Church springs to aid of Timor-Leste flood victims

Five consecutive days of heavy rains kill three, inundate several districts
Church springs to aid of Timor-Leste flood victims

Nuns distribute aid to villagers hit by severe flooding in Timor Leste’s Manufahi district. (Photo supplied by Father Bastian Gaguk).

Franciscan priests and nuns in Timor-Leste have distributed aid relief to flood victims following five consecutive days of heavy rain that reportedly killed three people, submerged many homes and destroyed crops.

More assistance is expected from churchgoers and the government over the next few days.

The May 8-12 rains caused the Au River to overflow, submerging the homes of hundreds of people in Fatuberliu, in Manufahi district, about 190 kilometers south of the capital Dili.

Several other districts were also affected.

Local parish priest, Franciscan Father Bastian Gaguk, said the floods had also damaged a key bridge over the La Maran river, cutting villagers off from the nearest main town.

"It’s seriously affecting these poor people, who are mostly farmers,” he told ucanews.com.

Father Gaguk said Franciscan priests and sisters of the St. Francis of the Martyr St. George order had distributed one ton of rice, noodles, cooking oil and children’s clothes. But he said much more was needed and appealed for more church people to assist.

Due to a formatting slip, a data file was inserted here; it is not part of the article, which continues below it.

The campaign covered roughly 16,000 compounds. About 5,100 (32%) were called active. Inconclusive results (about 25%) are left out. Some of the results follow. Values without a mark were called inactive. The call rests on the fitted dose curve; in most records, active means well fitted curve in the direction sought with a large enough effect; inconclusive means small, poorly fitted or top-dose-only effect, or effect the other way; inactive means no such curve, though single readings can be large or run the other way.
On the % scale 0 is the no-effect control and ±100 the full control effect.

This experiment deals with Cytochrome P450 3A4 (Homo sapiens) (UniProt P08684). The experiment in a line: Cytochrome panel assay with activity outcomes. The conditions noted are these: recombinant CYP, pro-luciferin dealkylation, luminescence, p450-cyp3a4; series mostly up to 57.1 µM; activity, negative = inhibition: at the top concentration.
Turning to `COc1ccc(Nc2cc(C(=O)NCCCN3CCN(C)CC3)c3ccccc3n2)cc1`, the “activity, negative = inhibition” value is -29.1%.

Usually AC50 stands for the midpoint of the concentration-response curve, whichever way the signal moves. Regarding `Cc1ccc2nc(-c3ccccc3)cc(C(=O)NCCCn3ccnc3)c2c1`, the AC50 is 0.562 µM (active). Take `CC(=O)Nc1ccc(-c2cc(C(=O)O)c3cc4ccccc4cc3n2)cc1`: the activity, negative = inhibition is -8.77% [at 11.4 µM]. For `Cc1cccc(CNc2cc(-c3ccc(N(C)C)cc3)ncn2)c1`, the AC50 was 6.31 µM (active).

"Local students are collecting rice and other donations,” he said.

The priest said he was worried about possible outbreaks of disease.

"It’s important to pay attention to prevent people, particularly children and infants, falling sick.”

Manuel Sarmento, 62, a local community leader, told ucanews.com the flood struck at night while people were sleeping so many villagers were unable to save anything.

“Their crops were washed away as were livestock and pets,” he said.

“People have been left with nothing,” he said.

As of May 15, only 36 families had received emergency assistance from local authorities.

The aid was meager with each family, receiving 25kg of rice, cooking oil, a tarpaulin, and buckets, according to Sarmento.

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He said the situation would get worse because houses are filled with mud.

"We hope the central government will step in," he said

Secretary of State for Civil Protection, Alexandrino Araujo told local daily Suara Timor-Lorosae on May 15 that the government is moving to help flood victims.

He said three people died during the flooding. One died in a house collapse in Viqueque district, while the other two were swept away by floodwater in Lautem and Manufahi districts.

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